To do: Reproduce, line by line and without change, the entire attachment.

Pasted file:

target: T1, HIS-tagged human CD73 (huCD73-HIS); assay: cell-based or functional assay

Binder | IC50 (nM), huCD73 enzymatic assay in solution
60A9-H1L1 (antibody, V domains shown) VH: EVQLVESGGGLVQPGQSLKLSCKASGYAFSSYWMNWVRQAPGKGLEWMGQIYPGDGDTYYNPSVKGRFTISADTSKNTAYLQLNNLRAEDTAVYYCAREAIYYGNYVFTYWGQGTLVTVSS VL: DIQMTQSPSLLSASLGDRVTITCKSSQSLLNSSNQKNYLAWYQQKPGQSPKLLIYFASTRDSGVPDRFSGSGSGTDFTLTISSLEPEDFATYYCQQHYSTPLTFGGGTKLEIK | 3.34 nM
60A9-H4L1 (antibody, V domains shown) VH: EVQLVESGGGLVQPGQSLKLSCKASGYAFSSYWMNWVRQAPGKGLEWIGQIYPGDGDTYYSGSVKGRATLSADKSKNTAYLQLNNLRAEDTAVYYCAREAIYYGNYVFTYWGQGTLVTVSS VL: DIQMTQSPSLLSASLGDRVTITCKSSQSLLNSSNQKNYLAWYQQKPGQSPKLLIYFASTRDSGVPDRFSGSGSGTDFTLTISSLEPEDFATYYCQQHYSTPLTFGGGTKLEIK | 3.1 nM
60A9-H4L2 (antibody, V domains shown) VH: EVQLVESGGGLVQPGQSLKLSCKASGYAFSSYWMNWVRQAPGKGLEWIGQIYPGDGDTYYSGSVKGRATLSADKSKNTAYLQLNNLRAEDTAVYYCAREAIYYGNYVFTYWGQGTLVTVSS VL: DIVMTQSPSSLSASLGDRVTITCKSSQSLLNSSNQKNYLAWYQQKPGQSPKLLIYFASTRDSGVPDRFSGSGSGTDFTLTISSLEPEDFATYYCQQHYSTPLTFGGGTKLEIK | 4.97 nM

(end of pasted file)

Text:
target: T1, HIS-tagged human CD73 (huCD73-HIS); assay: cell-based or functional assay

Binder | IC50 (nM), huCD73 enzymatic assay in solution
60A9-H1L1 (antibody, V domains shown) VH: EVQLVESGGGLVQPGQSLKLSCKASGYAFSSYWMNWVRQAPGKGLEWMGQIYPGDGDTYYNPSVKGRFTISADTSKNTAYLQLNNLRAEDTAVYYCAREAIYYGNYVFTYWGQGTLVTVSS VL: DIQMTQSPSLLSASLGDRVTITCKSSQSLLNSSNQKNYLAWYQQKPGQSPKLLIYFASTRDSGVPDRFSGSGSGTDFTLTISSLEPEDFATYYCQQHYSTPLTFGGGTKLEIK | 3.34 nM
60A9-H4L1 (antibody, V domains shown) VH: EVQLVESGGGLVQPGQSLKLSCKASGYAFSSYWMNWVRQAPGKGLEWIGQIYPGDGDTYYSGSVKGRATLSADKSKNTAYLQLNNLRAEDTAVYYCAREAIYYGNYVFTYWGQGTLVTVSS VL: DIQMTQSPSLLSASLGDRVTITCKSSQSLLNSSNQKNYLAWYQQKPGQSPKLLIYFASTRDSGVPDRFSGSGSGTDFTLTISSLEPEDFATYYCQQHYSTPLTFGGGTKLEIK | 3.1 nM
60A9-H4L2 (antibody, V domains shown) VH: EVQLVESGGGLVQPGQSLKLSCKASGYAFSSYWMNWVRQAPGKGLEWIGQIYPGDGDTYYSGSVKGRATLSADKSKNTAYLQLNNLRAEDTAVYYCAREAIYYGNYVFTYWGQGTLVTVSS VL: DIVMTQSPSSLSASLGDRVTITCKSSQSLLNSSNQKNYLAWYQQKPGQSPKLLIYFASTRDSGVPDRFSGSGSGTDFTLTISSLEPEDFATYYCQQHYSTPLTFGGGTKLEIK | 4.97 nM